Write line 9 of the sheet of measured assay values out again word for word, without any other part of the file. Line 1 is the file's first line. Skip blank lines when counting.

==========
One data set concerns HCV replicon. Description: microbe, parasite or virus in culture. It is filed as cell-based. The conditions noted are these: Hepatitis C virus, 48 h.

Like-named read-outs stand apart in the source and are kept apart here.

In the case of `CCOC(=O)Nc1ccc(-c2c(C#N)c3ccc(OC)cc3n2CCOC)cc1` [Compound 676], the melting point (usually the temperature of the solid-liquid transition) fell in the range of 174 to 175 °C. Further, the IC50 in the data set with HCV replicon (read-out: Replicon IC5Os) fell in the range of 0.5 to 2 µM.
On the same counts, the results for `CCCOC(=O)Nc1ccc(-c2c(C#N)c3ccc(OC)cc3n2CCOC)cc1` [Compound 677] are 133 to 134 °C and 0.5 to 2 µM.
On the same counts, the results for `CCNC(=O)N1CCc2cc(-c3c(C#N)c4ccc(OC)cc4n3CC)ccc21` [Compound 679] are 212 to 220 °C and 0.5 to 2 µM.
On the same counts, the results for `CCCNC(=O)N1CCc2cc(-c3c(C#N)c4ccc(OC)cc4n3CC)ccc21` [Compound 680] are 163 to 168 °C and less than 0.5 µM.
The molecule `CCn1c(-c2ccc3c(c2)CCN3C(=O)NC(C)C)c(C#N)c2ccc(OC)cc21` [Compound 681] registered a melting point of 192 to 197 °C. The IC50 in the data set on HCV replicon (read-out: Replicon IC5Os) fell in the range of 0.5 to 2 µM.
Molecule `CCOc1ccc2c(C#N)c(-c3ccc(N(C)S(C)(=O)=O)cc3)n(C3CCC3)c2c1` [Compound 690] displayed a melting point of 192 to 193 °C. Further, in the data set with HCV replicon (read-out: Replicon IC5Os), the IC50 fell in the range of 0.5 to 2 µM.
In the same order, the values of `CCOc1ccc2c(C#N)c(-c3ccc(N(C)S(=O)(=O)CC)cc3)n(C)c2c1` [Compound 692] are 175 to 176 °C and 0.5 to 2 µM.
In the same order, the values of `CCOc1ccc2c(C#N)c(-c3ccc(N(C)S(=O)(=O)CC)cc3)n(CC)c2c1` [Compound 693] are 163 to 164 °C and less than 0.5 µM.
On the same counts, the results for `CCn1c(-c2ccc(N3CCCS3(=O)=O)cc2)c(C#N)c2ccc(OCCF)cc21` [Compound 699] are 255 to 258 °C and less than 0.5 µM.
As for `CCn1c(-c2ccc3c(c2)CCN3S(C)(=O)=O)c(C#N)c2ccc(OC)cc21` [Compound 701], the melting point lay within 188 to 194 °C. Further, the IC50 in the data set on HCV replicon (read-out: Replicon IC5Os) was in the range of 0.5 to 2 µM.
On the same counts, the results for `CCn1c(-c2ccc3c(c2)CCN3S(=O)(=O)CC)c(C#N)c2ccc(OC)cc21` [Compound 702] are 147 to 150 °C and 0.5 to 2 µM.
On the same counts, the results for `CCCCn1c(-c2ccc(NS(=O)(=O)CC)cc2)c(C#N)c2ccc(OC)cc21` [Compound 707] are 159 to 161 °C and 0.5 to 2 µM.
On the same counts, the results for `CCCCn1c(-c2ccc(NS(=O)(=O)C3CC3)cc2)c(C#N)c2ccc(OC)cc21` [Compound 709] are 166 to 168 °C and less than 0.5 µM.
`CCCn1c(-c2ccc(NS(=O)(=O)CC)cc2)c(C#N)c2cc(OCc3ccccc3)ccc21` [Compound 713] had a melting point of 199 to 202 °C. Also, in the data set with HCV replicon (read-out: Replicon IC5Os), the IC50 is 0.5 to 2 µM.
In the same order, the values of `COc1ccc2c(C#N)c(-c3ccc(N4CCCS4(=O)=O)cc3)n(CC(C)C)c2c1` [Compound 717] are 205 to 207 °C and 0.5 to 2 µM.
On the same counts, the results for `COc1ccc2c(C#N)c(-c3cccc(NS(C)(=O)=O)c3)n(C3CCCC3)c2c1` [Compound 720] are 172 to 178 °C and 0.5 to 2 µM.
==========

In the same order, the values of `CCOc1ccc2c(C#N)c(-c3ccc(N(C)S(=O)(=O)CC)cc3)n(C)c2c1` [Compound 692] are 175 to 176 °C and 0.5 to 2 µM.